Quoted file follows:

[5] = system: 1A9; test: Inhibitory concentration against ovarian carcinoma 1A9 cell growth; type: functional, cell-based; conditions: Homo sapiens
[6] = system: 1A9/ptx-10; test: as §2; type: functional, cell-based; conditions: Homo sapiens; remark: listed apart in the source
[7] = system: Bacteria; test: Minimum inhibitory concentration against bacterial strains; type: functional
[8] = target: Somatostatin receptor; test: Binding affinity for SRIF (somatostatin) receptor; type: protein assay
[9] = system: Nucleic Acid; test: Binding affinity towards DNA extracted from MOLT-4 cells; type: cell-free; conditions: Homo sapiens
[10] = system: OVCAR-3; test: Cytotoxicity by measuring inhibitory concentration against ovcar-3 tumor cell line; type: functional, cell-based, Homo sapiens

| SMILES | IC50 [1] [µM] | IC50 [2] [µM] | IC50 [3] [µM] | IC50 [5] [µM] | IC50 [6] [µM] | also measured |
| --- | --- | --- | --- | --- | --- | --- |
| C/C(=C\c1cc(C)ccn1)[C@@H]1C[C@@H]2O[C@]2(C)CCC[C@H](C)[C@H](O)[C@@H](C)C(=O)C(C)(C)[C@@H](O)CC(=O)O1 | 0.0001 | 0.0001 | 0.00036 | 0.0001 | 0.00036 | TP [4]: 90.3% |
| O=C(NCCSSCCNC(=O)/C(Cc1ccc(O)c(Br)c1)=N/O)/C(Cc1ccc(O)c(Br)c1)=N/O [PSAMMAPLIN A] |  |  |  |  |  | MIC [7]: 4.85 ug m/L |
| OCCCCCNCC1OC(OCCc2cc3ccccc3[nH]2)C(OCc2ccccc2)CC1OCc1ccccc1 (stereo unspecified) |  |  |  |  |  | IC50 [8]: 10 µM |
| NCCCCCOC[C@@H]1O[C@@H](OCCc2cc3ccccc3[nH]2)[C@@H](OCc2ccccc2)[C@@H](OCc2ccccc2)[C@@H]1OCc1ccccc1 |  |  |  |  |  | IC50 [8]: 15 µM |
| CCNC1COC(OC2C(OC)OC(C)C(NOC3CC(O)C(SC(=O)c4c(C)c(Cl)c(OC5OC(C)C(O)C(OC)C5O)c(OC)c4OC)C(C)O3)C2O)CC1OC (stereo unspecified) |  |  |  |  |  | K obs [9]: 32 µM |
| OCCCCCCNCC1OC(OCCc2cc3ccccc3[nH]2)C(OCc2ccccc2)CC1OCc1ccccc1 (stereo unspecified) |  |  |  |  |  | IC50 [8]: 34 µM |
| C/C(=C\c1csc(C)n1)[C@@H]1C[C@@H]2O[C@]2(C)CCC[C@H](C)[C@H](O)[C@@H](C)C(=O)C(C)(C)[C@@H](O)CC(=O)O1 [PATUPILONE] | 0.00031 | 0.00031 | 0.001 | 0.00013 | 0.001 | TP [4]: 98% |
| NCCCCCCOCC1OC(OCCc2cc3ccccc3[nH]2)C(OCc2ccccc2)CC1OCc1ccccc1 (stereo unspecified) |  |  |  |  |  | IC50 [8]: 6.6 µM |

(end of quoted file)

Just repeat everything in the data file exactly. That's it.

[5] = system: 1A9; test: Inhibitory concentration against ovarian carcinoma 1A9 cell growth; type: functional, cell-based; conditions: Homo sapiens
[6] = system: 1A9/ptx-10; test: as §2; type: functional, cell-based; conditions: Homo sapiens; remark: listed apart in the source
[7] = system: Bacteria; test: Minimum inhibitory concentration against bacterial strains; type: functional
[8] = target: Somatostatin receptor; test: Binding affinity for SRIF (somatostatin) receptor; type: protein assay
[9] = system: Nucleic Acid; test: Binding affinity towards DNA extracted from MOLT-4 cells; type: cell-free; conditions: Homo sapiens
[10] = system: OVCAR-3; test: Cytotoxicity by measuring inhibitory concentration against ovcar-3 tumor cell line; type: functional, cell-based, Homo sapiens

| SMILES | IC50 [1] [µM] | IC50 [2] [µM] | IC50 [3] [µM] | IC50 [5] [µM] | IC50 [6] [µM] | also measured |
| --- | --- | --- | --- | --- | --- | --- |
| C/C(=C\c1cc(C)ccn1)[C@@H]1C[C@@H]2O[C@]2(C)CCC[C@H](C)[C@H](O)[C@@H](C)C(=O)C(C)(C)[C@@H](O)CC(=O)O1 | 0.0001 | 0.0001 | 0.00036 | 0.0001 | 0.00036 | TP [4]: 90.3% |
| O=C(NCCSSCCNC(=O)/C(Cc1ccc(O)c(Br)c1)=N/O)/C(Cc1ccc(O)c(Br)c1)=N/O [PSAMMAPLIN A] |  |  |  |  |  | MIC [7]: 4.85 ug m/L |
| OCCCCCNCC1OC(OCCc2cc3ccccc3[nH]2)C(OCc2ccccc2)CC1OCc1ccccc1 (stereo unspecified) |  |  |  |  |  | IC50 [8]: 10 µM |
| NCCCCCOC[C@@H]1O[C@@H](OCCc2cc3ccccc3[nH]2)[C@@H](OCc2ccccc2)[C@@H](OCc2ccccc2)[C@@H]1OCc1ccccc1 |  |  |  |  |  | IC50 [8]: 15 µM |
| CCNC1COC(OC2C(OC)OC(C)C(NOC3CC(O)C(SC(=O)c4c(C)c(Cl)c(OC5OC(C)C(O)C(OC)C5O)c(OC)c4OC)C(C)O3)C2O)CC1OC (stereo unspecified) |  |  |  |  |  | K obs [9]: 32 µM |
| OCCCCCCNCC1OC(OCCc2cc3ccccc3[nH]2)C(OCc2ccccc2)CC1OCc1ccccc1 (stereo unspecified) |  |  |  |  |  | IC50 [8]: 34 µM |
| C/C(=C\c1csc(C)n1)[C@@H]1C[C@@H]2O[C@]2(C)CCC[C@H](C)[C@H](O)[C@@H](C)C(=O)C(C)(C)[C@@H](O)CC(=O)O1 [PATUPILONE] | 0.00031 | 0.00031 | 0.001 | 0.00013 | 0.001 | TP [4]: 98% |
| NCCCCCCOCC1OC(OCCc2cc3ccccc3[nH]2)C(OCc2ccccc2)CC1OCc1ccccc1 (stereo unspecified) |  |  |  |  |  | IC50 [8]: 6.6 µM |